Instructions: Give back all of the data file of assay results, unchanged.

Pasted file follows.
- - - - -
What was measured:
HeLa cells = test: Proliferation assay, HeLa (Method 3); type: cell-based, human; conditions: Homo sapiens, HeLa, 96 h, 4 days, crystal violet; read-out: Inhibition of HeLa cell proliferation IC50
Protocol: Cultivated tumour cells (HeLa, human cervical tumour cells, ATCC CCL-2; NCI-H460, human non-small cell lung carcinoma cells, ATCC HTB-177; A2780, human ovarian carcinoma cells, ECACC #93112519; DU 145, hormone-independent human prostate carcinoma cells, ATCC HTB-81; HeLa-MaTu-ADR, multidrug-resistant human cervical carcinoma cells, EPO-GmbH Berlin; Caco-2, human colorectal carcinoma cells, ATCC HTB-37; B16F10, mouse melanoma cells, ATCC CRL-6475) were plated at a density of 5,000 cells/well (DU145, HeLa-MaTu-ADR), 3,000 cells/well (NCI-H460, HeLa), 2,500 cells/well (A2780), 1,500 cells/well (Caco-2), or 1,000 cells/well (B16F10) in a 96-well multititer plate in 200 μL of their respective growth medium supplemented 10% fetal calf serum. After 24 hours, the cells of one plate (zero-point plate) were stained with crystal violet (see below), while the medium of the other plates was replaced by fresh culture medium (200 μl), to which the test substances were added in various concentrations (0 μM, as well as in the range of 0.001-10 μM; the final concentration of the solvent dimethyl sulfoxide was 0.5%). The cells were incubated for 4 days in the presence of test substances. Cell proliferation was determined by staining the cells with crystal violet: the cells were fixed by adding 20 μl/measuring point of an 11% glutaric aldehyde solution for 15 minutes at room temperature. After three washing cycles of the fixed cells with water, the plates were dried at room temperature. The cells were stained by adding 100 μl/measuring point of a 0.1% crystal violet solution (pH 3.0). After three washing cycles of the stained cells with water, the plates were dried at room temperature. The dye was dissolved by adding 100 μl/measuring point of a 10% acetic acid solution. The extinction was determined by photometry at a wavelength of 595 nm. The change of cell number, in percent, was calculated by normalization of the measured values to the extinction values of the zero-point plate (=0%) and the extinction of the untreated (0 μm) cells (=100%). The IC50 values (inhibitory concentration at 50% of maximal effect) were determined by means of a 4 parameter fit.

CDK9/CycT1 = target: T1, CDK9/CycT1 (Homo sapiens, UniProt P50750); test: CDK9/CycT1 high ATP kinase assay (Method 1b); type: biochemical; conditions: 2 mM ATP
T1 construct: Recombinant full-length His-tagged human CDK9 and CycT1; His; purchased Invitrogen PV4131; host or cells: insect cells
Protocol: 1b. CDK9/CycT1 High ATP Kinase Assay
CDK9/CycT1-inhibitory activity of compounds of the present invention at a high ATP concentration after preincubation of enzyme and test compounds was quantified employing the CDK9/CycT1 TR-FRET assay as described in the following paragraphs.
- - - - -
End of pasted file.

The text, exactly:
What was measured:
HeLa cells = test: Proliferation assay, HeLa (Method 3); type: cell-based, human; conditions: Homo sapiens, HeLa, 96 h, 4 days, crystal violet; read-out: Inhibition of HeLa cell proliferation IC50
Protocol: Cultivated tumour cells (HeLa, human cervical tumour cells, ATCC CCL-2; NCI-H460, human non-small cell lung carcinoma cells, ATCC HTB-177; A2780, human ovarian carcinoma cells, ECACC #93112519; DU 145, hormone-independent human prostate carcinoma cells, ATCC HTB-81; HeLa-MaTu-ADR, multidrug-resistant human cervical carcinoma cells, EPO-GmbH Berlin; Caco-2, human colorectal carcinoma cells, ATCC HTB-37; B16F10, mouse melanoma cells, ATCC CRL-6475) were plated at a density of 5,000 cells/well (DU145, HeLa-MaTu-ADR), 3,000 cells/well (NCI-H460, HeLa), 2,500 cells/well (A2780), 1,500 cells/well (Caco-2), or 1,000 cells/well (B16F10) in a 96-well multititer plate in 200 μL of their respective growth medium supplemented 10% fetal calf serum. After 24 hours, the cells of one plate (zero-point plate) were stained with crystal violet (see below), while the medium of the other plates was replaced by fresh culture medium (200 μl), to which the test substances were added in various concentrations (0 μM, as well as in the range of 0.001-10 μM; the final concentration of the solvent dimethyl sulfoxide was 0.5%). The cells were incubated for 4 days in the presence of test substances. Cell proliferation was determined by staining the cells with crystal violet: the cells were fixed by adding 20 μl/measuring point of an 11% glutaric aldehyde solution for 15 minutes at room temperature. After three washing cycles of the fixed cells with water, the plates were dried at room temperature. The cells were stained by adding 100 μl/measuring point of a 0.1% crystal violet solution (pH 3.0). After three washing cycles of the stained cells with water, the plates were dried at room temperature. The dye was dissolved by adding 100 μl/measuring point of a 10% acetic acid solution. The extinction was determined by photometry at a wavelength of 595 nm. The change of cell number, in percent, was calculated by normalization of the measured values to the extinction values of the zero-point plate (=0%) and the extinction of the untreated (0 μm) cells (=100%). The IC50 values (inhibitory concentration at 50% of maximal effect) were determined by means of a 4 parameter fit.

CDK9/CycT1 = target: T1, CDK9/CycT1 (Homo sapiens, UniProt P50750); test: CDK9/CycT1 high ATP kinase assay (Method 1b); type: biochemical; conditions: 2 mM ATP
T1 construct: Recombinant full-length His-tagged human CDK9 and CycT1; His; purchased Invitrogen PV4131; host or cells: insect cells
Protocol: 1b. CDK9/CycT1 High ATP Kinase Assay
CDK9/CycT1-inhibitory activity of compounds of the present invention at a high ATP concentration after preincubation of enzyme and test compounds was quantified employing the CDK9/CycT1 TR-FRET assay as described in the following paragraphs.